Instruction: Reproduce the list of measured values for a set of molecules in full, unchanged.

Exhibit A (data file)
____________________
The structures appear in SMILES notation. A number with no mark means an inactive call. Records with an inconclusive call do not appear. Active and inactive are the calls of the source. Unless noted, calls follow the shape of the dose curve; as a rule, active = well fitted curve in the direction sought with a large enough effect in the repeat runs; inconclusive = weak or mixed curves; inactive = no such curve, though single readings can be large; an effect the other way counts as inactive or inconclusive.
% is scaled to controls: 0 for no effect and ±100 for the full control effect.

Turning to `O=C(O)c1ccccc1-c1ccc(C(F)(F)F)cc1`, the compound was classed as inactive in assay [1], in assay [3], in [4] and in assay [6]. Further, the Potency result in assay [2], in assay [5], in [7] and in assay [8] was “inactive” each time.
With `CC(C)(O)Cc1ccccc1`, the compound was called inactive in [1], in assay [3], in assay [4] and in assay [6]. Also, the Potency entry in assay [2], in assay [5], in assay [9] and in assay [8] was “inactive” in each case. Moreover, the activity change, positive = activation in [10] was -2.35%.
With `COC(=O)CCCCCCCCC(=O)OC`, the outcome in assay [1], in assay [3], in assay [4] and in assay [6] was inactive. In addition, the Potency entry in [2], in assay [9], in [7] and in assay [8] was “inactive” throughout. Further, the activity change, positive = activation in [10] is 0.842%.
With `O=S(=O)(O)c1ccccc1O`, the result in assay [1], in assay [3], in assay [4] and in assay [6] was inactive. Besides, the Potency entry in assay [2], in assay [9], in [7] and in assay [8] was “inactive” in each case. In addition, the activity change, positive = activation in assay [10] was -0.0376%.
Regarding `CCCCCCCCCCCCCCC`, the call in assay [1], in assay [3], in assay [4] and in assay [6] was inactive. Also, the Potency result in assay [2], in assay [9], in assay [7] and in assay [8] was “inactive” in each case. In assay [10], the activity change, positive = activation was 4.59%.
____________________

The structures appear in SMILES notation. A number with no mark means an inactive call. Records with an inconclusive call do not appear. Active and inactive are the calls of the source. Unless noted, calls follow the shape of the dose curve; as a rule, active = well fitted curve in the direction sought with a large enough effect in the repeat runs; inconclusive = weak or mixed curves; inactive = no such curve, though single readings can be large; an effect the other way counts as inactive or inconclusive.
% is scaled to controls: 0 for no effect and ±100 for the full control effect.

Turning to `O=C(O)c1ccccc1-c1ccc(C(F)(F)F)cc1`, the compound was classed as inactive in assay [1], in assay [3], in [4] and in assay [6]. Further, the Potency result in assay [2], in assay [5], in [7] and in assay [8] was “inactive” each time.
With `CC(C)(O)Cc1ccccc1`, the compound was called inactive in [1], in assay [3], in assay [4] and in assay [6]. Also, the Potency entry in assay [2], in assay [5], in assay [9] and in assay [8] was “inactive” in each case. Moreover, the activity change, positive = activation in [10] was -2.35%.
With `COC(=O)CCCCCCCCC(=O)OC`, the outcome in assay [1], in assay [3], in assay [4] and in assay [6] was inactive. In addition, the Potency entry in [2], in assay [9], in [7] and in assay [8] was “inactive” throughout. Further, the activity change, positive = activation in [10] is 0.842%.
With `O=S(=O)(O)c1ccccc1O`, the result in assay [1], in assay [3], in assay [4] and in assay [6] was inactive. Besides, the Potency entry in assay [2], in assay [9], in [7] and in assay [8] was “inactive” in each case. In addition, the activity change, positive = activation in assay [10] was -0.0376%.
Regarding `CCCCCCCCCCCCCCC`, the call in assay [1], in assay [3], in assay [4] and in assay [6] was inactive. Also, the Potency result in assay [2], in assay [9], in assay [7] and in assay [8] was “inactive” in each case. In assay [10], the activity change, positive = activation was 4.59%.